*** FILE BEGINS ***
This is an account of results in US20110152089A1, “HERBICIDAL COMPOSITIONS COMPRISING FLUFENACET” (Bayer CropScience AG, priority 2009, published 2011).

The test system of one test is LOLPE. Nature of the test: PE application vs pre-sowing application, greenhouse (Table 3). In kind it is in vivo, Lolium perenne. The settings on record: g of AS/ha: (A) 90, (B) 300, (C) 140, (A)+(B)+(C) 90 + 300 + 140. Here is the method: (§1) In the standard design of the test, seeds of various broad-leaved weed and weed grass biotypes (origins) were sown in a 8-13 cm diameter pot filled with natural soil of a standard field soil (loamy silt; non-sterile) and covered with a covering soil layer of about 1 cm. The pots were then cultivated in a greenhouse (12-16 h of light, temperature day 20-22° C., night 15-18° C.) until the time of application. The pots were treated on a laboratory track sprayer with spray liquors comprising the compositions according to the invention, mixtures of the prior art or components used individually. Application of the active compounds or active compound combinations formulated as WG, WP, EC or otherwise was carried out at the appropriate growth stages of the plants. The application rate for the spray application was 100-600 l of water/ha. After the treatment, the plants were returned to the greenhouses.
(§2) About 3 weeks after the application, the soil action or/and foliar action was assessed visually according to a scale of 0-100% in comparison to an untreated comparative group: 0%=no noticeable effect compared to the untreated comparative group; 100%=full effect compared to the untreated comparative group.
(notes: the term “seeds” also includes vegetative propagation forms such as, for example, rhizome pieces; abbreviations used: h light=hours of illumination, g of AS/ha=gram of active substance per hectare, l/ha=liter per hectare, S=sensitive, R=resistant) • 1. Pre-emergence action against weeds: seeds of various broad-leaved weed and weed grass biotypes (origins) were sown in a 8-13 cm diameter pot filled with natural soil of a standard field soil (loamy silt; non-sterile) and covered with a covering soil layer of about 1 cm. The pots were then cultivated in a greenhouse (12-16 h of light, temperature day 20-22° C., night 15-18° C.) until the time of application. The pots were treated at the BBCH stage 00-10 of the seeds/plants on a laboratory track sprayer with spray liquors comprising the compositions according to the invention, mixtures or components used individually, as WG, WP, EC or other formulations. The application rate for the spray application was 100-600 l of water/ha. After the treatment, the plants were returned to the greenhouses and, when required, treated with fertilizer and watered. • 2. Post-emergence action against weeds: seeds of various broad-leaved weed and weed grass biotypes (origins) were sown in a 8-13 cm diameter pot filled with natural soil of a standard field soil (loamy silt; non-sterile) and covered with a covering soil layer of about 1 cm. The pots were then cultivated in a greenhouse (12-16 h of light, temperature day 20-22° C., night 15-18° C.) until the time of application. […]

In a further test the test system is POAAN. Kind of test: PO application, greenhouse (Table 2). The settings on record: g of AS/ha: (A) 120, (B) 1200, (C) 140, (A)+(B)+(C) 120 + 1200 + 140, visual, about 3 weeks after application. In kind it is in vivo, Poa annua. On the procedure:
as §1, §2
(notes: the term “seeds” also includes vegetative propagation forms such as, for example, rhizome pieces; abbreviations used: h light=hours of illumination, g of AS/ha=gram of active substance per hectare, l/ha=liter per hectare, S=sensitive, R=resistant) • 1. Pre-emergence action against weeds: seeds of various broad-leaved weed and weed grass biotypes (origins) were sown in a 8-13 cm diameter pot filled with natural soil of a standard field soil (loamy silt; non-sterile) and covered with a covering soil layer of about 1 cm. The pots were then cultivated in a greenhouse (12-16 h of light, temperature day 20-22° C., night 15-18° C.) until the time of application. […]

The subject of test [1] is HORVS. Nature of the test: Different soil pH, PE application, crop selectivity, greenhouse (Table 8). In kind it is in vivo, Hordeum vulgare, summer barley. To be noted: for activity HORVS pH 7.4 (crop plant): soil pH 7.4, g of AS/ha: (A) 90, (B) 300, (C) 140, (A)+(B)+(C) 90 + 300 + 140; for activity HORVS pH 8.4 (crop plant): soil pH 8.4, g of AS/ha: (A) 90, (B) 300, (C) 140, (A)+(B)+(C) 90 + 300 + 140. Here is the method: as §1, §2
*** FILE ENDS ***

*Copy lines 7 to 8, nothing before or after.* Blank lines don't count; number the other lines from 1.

(notes: the term “seeds” also includes vegetative propagation forms such as, for example, rhizome pieces; abbreviations used: h light=hours of illumination, g of AS/ha=gram of active substance per hectare, l/ha=liter per hectare, S=sensitive, R=resistant) • 1. Pre-emergence action against weeds: seeds of various broad-leaved weed and weed grass biotypes (origins) were sown in a 8-13 cm diameter pot filled with natural soil of a standard field soil (loamy silt; non-sterile) and covered with a covering soil layer of about 1 cm. The pots were then cultivated in a greenhouse (12-16 h of light, temperature day 20-22° C., night 15-18° C.) until the time of application. […]

The subject of test [1] is HORVS. Nature of the test: Different soil pH, PE application, crop selectivity, greenhouse (Table 8). In kind it is in vivo, Hordeum vulgare, summer barley. To be noted: for activity HORVS pH 7.4 (crop plant): soil pH 7.4, g of AS/ha: (A) 90, (B) 300, (C) 140, (A)+(B)+(C) 90 + 300 + 140; for activity HORVS pH 8.4 (crop plant): soil pH 8.4, g of AS/ha: (A) 90, (B) 300, (C) 140, (A)+(B)+(C) 90 + 300 + 140. Here is the method: as §1, §2